Yesterday Carling was paying liberal compliments to a restricted group of people, and these did not include the successive committees of the Rugby Football Union who have viewed him as an unholy mixture of renegade and alternative power source in a game they liked to think they ran.
The culmination of this uneasy relationship was the "old farts" affair of 10 months ago when Carling's televised remarks concerning the flatulent 57 caused him to be peremptorily sacked. He was ex-England captain for precisely two days before the RFU's humiliating climb down.
But Carling's brushes with authority went back a lot longer and there were plenty of people who wanted rid of him well before this crisis came. As long ago as 1990 he was investigated for - and cleared of - taking money for opening a sports centre, an accusation made in an anonymous letter to Twickenham that now seems risible with rugby union's embrace of professionalism.
Then, in January 1991, he led his team into a blanket silence after England had won in Wales for the first time in 28 years. He kept the job only after the favourable intervention of the then RFU president, Michael Pearey. Instead Geoff Cooke, the manager, and Roger Uttley, the coach, took the rap. In Cooke's case this was a selfless act appropriate to the symbiotic relationship he had developed with his captain.
Carling was moved to mentioned Cooke by name at least three times during yesterday's press conference at Twickenham, whereas Jack Rowell scarcely figured. It was instructive that at the same time Carling should so obviously have declined to volunteer an expression of even minimal credit to Cooke's successor as England manager.
Indeed while Carling was finally making up his mind last week he consulted a number of people who naturally included Cooke. But uncomfortably for Rowell, he learned of his captain's decision only when the team gathered on Saturday for a pre-Test training weekend. "It's a stunning piece of news to all of us," the manager said.
Carling's comments yesterday were as instructive for what they did not say as what they said, as has been the case ever since he began his uneasy, emphatically non-symbiotic relationship with Rowell two years ago. The one disservice Cooke ever did Carling was when he announced his own sudden resignation in 1994.
Still, this is the last thing that would now concern Carling. "For me, the high point is being around with great players like Winterbottom, Dooley, Teague, Richards, Guscott, Andrew," he eulogised. "It's been amazing to be a small part of that and to be around someone like Geoff Cooke. I have huge admiration for him."
This is less than surprising given that it was Cooke who took a punt on the 22-year-old Carling in 1988, a speculation on the youngest member of his team that accumulated handsomely for England. Cooke always said this was the single most important management decision he ever made but it is sometimes forgotten that if Nigel Melville had not been so grievously injured in the Ireland game of 1988 it might never have happened.
By the time Carling was appointed he was the fifth captain England had had in that calendar year and Cooke was so determined to impose stability that from the start he stated his intention to maintain his new man in place at least until the 1991 World Cup. With the exception of only two matches when he was injured, Carling has led England ever since.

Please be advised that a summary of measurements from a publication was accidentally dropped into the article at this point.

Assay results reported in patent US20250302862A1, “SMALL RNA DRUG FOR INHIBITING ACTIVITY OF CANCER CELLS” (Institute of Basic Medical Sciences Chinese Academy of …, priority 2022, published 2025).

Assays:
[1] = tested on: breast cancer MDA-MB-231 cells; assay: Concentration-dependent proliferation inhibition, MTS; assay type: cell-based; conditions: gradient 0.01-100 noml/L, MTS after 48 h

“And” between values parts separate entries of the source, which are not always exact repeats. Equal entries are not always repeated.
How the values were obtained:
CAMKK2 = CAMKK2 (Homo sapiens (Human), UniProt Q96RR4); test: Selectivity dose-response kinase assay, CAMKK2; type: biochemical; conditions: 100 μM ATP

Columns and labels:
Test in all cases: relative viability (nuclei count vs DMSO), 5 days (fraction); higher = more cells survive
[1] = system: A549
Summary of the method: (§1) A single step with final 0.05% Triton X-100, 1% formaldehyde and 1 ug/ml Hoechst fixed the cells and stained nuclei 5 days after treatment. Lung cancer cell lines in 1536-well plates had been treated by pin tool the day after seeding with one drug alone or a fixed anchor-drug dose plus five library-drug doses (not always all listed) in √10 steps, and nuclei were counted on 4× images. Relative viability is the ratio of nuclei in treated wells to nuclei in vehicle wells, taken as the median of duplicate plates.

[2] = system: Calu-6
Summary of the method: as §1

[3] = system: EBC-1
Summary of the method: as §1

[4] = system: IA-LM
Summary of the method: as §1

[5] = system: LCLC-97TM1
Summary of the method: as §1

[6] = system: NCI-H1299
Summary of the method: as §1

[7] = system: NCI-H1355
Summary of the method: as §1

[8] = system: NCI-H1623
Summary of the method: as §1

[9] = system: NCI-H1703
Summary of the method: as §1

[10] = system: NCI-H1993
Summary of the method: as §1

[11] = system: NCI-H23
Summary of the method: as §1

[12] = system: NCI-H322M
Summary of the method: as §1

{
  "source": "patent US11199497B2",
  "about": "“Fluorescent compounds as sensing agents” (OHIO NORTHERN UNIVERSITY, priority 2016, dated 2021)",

This has amounted to 58 of his 65 Tests, the measure of his achievement being the simple statistic that under his eight-season tutelage England won 43, drew one and lost 14. They were World Cup finalists in 1991 and semi-finalists in '95 as well as doing the Five Nations Grand Slam in 1991, '92 (the first back-to-back Slams by any country since the 20s) and '95. Carling's teams lost only five of 31 Five Nations matches.
"All I've ever wanted, since I was six or seven, was to be in a successful England side and for England to be respected as a rugby country," he said yesterday. "It will be debated whether we've achieved that but I'd like to think we have gone some way towards it."
At least there is no urgency for Rowell in appointing his new captain, and with Ireland to be faced on Saturday the captaincy issue has to be the last thing on the mind of would-be successors. If the next Test were more imminent than November, Dean Richards would be an ideal stop-gap but it is reasonable to assume that whoever Rowell promotes will ideally stay in post to the 1999 World Cup.
Hence a reason for the timing of Carling's decision, though there is also an element of self-service as well. "I've always wanted to go out on my terms," he said. "England need to appoint a captain for the next World Cup and I won't definitely be around then so I'd like to think I've timed it right.
"Three years is a great period for someone to gain that experience and confidence and knowledge. But I'm still enjoying it and want to play on, without the pressures of captaincy. Part of stepping down as captain was to enable me to play on a little longer."
The succession probably rests between Philip de Glanville, Tim Rodber and Lawrence Dallaglio - though neither of the first two is in the team and there is no certainty that De Glanville will be able to displace Carling at centre next season. If Rowell was minded to do as Cooke did all those years ago he would settle on Dallaglio.
He will have an impossible act to follow. Appreciation of many aspects of Carling's capacity for captaincy remained - and remains - equivocal throughout his often controversial tenure and it is only when England have to get on without him that an informed judgement can be passed. "People are not really appreciated until they are no longer there," Geoff Cooke, his great mentor, said yesterday. "Will is going to be remembered as one of the all-time greats of English rugby."Reuse content